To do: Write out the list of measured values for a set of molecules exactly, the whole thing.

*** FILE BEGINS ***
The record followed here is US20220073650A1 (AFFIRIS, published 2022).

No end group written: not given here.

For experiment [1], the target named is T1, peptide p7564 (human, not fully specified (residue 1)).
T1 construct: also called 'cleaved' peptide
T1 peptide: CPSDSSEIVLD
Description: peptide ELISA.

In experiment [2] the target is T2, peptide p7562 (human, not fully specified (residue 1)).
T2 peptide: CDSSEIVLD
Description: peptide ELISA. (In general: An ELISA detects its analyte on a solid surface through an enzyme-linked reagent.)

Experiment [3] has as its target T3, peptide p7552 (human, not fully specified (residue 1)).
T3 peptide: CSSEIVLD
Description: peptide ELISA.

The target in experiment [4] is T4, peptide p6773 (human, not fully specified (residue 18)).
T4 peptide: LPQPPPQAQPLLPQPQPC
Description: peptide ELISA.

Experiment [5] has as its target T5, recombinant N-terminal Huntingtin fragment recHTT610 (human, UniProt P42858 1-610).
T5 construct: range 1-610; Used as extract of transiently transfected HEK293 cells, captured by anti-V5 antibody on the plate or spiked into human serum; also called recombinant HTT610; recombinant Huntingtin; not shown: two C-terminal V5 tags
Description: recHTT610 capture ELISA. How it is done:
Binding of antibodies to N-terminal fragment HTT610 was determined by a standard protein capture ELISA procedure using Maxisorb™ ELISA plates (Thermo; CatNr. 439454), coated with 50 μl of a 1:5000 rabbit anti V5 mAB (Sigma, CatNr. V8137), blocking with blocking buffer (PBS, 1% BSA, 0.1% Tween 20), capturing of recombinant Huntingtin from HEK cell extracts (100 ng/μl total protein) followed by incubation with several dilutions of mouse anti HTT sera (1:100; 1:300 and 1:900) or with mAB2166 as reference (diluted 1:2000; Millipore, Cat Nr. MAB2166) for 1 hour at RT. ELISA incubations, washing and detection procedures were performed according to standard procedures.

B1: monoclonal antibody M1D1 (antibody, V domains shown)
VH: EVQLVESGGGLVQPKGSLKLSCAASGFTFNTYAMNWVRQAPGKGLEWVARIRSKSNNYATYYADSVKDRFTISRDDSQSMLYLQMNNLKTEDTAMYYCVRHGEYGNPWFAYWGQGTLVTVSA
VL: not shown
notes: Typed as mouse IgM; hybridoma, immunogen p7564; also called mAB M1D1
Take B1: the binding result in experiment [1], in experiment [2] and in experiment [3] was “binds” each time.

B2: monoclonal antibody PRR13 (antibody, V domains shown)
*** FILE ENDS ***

The record followed here is US20220073650A1 (AFFIRIS, published 2022).

No end group written: not given here.

For experiment [1], the target named is T1, peptide p7564 (human, not fully specified (residue 1)).
T1 construct: also called 'cleaved' peptide
T1 peptide: CPSDSSEIVLD
Description: peptide ELISA.

In experiment [2] the target is T2, peptide p7562 (human, not fully specified (residue 1)).
T2 peptide: CDSSEIVLD
Description: peptide ELISA. (In general: An ELISA detects its analyte on a solid surface through an enzyme-linked reagent.)

Experiment [3] has as its target T3, peptide p7552 (human, not fully specified (residue 1)).
T3 peptide: CSSEIVLD
Description: peptide ELISA.

The target in experiment [4] is T4, peptide p6773 (human, not fully specified (residue 18)).
T4 peptide: LPQPPPQAQPLLPQPQPC
Description: peptide ELISA.

Experiment [5] has as its target T5, recombinant N-terminal Huntingtin fragment recHTT610 (human, UniProt P42858 1-610).
T5 construct: range 1-610; Used as extract of transiently transfected HEK293 cells, captured by anti-V5 antibody on the plate or spiked into human serum; also called recombinant HTT610; recombinant Huntingtin; not shown: two C-terminal V5 tags
Description: recHTT610 capture ELISA. How it is done:
Binding of antibodies to N-terminal fragment HTT610 was determined by a standard protein capture ELISA procedure using Maxisorb™ ELISA plates (Thermo; CatNr. 439454), coated with 50 μl of a 1:5000 rabbit anti V5 mAB (Sigma, CatNr. V8137), blocking with blocking buffer (PBS, 1% BSA, 0.1% Tween 20), capturing of recombinant Huntingtin from HEK cell extracts (100 ng/μl total protein) followed by incubation with several dilutions of mouse anti HTT sera (1:100; 1:300 and 1:900) or with mAB2166 as reference (diluted 1:2000; Millipore, Cat Nr. MAB2166) for 1 hour at RT. ELISA incubations, washing and detection procedures were performed according to standard procedures.

B1: monoclonal antibody M1D1 (antibody, V domains shown)
VH: EVQLVESGGGLVQPKGSLKLSCAASGFTFNTYAMNWVRQAPGKGLEWVARIRSKSNNYATYYADSVKDRFTISRDDSQSMLYLQMNNLKTEDTAMYYCVRHGEYGNPWFAYWGQGTLVTVSA
VL: not shown
notes: Typed as mouse IgM; hybridoma, immunogen p7564; also called mAB M1D1
Take B1: the binding result in experiment [1], in experiment [2] and in experiment [3] was “binds” each time.

B2: monoclonal antibody PRR13 (antibody, V domains shown)